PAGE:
Monthly Archives: December 2012

Daniel Inouye: Civil Rights Warrior, Senate Giant

I want to start off this blog post by extending my condolences to the victims of the shooting in Newtown, Connecticut and all of their friends and family. This was a truly horrific event that makes us all yearn for a better future. The main point of my blog post is about a Senator who passed away recently and who, I would argue, deserves to be called a hero: Daniel Inouye. You may have heard that Robert Bork also passed away recently. Seeing as it is almost Christmas and seeing as Bork does not seem to be garnering the national tribute that bigots like Jerry Falwell and Robert Byrd got, I see no need to devote a lot of space on this blog to criticizing him. In May, I wrote a blog post about Bork called “Romney’s Jeremiah Wright” describing Bork’s racism, homophobia, and toxic influence on the Republican Party. There is nothing in there that I regret saying about Bork and nothing that is not still true. I will never apologize for speaking the truth. That is all I am going to say about Bork in this blog post.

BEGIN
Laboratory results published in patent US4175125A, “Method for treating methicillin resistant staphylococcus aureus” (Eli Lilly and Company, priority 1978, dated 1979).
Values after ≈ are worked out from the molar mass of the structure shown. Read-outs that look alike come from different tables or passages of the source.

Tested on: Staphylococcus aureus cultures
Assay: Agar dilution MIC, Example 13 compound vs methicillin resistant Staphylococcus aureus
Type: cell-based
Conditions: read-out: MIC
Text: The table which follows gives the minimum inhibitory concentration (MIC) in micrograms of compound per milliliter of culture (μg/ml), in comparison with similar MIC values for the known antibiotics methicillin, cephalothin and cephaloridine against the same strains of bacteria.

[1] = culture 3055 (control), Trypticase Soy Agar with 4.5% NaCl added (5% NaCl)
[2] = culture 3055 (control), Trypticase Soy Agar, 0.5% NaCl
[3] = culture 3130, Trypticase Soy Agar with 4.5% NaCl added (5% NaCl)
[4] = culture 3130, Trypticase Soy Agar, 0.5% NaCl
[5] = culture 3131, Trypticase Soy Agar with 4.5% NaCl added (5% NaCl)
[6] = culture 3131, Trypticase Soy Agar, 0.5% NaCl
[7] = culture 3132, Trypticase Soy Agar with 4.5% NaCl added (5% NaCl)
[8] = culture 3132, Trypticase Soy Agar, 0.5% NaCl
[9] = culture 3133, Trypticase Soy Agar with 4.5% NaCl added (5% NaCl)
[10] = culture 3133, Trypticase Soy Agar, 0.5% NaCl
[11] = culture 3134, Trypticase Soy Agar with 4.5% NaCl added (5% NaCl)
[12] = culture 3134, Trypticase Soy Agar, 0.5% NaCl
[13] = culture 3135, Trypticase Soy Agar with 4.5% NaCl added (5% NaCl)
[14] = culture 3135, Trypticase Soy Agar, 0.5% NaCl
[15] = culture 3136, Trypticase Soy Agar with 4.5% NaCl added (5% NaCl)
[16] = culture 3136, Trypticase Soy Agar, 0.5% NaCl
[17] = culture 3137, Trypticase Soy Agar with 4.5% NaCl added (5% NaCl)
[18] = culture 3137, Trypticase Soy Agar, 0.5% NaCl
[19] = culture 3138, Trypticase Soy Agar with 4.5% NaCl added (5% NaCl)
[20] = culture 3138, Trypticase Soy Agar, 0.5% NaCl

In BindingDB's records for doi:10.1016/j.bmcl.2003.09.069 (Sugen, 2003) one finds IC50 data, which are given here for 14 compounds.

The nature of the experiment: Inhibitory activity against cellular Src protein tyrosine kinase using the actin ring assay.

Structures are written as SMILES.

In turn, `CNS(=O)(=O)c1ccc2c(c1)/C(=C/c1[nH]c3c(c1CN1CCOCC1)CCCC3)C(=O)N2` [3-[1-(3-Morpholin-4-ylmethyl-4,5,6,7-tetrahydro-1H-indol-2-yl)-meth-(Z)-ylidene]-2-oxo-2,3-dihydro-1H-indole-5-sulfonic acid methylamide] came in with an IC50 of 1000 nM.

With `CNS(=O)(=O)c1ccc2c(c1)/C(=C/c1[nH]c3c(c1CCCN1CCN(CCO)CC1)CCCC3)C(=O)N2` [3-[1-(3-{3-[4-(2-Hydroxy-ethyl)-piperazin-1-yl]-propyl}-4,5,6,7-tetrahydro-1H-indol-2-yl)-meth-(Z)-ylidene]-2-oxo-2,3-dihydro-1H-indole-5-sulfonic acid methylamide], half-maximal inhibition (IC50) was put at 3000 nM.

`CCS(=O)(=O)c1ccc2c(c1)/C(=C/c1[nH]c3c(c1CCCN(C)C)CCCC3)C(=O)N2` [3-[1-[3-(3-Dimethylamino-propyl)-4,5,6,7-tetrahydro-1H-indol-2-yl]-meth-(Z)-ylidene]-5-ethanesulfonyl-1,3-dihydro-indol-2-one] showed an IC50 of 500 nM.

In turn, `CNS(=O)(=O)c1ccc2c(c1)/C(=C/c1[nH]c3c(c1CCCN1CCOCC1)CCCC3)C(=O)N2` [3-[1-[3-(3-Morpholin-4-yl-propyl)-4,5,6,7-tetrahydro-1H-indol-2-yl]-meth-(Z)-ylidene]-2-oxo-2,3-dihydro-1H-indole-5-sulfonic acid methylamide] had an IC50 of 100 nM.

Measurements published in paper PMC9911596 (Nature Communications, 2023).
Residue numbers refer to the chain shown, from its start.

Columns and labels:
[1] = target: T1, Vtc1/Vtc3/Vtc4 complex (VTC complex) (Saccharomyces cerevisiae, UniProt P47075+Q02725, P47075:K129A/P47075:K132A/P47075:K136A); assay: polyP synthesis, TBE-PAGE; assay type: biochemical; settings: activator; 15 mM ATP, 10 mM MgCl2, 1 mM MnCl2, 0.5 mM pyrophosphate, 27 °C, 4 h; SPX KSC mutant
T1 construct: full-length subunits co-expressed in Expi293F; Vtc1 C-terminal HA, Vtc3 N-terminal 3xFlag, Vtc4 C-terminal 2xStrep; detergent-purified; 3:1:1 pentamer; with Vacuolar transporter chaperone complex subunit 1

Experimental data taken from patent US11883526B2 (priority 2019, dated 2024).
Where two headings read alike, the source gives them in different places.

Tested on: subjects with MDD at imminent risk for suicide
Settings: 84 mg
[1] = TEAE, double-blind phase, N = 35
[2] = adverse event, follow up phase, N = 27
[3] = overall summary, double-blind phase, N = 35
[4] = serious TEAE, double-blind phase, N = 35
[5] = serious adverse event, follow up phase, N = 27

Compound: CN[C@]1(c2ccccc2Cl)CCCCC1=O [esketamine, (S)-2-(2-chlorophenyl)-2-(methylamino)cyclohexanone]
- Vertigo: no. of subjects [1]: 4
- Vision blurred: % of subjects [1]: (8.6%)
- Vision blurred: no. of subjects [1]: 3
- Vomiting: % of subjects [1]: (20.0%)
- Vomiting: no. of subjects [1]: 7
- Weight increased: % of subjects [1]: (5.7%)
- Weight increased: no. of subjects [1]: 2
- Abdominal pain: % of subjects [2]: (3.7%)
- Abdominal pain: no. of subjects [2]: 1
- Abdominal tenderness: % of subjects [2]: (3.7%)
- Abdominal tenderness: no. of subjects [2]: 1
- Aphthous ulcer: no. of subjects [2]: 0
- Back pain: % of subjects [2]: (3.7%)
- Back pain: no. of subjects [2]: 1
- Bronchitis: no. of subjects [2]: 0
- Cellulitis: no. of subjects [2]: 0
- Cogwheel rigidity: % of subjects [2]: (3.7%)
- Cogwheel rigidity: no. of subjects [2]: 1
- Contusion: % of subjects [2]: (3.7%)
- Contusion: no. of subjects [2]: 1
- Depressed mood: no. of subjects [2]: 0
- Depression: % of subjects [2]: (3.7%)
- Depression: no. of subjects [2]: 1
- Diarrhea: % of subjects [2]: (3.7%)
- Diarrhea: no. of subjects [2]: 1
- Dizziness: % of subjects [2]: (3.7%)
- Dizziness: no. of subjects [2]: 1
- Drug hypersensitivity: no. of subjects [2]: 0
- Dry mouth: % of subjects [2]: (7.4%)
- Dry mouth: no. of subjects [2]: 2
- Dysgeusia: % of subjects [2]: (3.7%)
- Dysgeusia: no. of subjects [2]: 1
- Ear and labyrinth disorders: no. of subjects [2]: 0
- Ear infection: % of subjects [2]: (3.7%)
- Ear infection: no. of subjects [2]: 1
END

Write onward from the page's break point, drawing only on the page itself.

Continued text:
As for Daniel Inouye, I want to explain why I consider him to be a hero and fit to be ranked among the greatest U.S. Senators, such as Charles Sumner, Hubert Humphrey, and others. And in order to do this, I think one should first look at the specific position he occupied in the U.S. Senate. For the last two and a half years before he went to join Sumner and Humphrey debating politics in Heaven, Inouye was the President Pro Tempore. This is a position created relatively recently which traditionally goes to the highest ranking Senator from the majority party. While most Americans have not heard of this position, the Senator occupying it is third in line to the presidency behind the president, the vice president, and the Speaker of the House. The other three Senators to have occupied this position have been, from most to least recent, Robert Byrd, Ted Stevens, and Strom Thurmond. Two of these men were blatant racists, one spent time in the KKK, and all three were very homophobic. Hence, it was becoming almost expected that the President Pro Tempore would be a thoroughly disgraceful individual. In the Summer of 2010, Robert Byrd died. Democrats fell over themselves offering praises to Byrd and implausibly claiming he had repented of his old racism, while firing a black federal employee a couple months later who actually had repented of her racism. What few people noticed was that Daniel Inouye had brought a sense of honor and decency to the position of President Pro Tempore.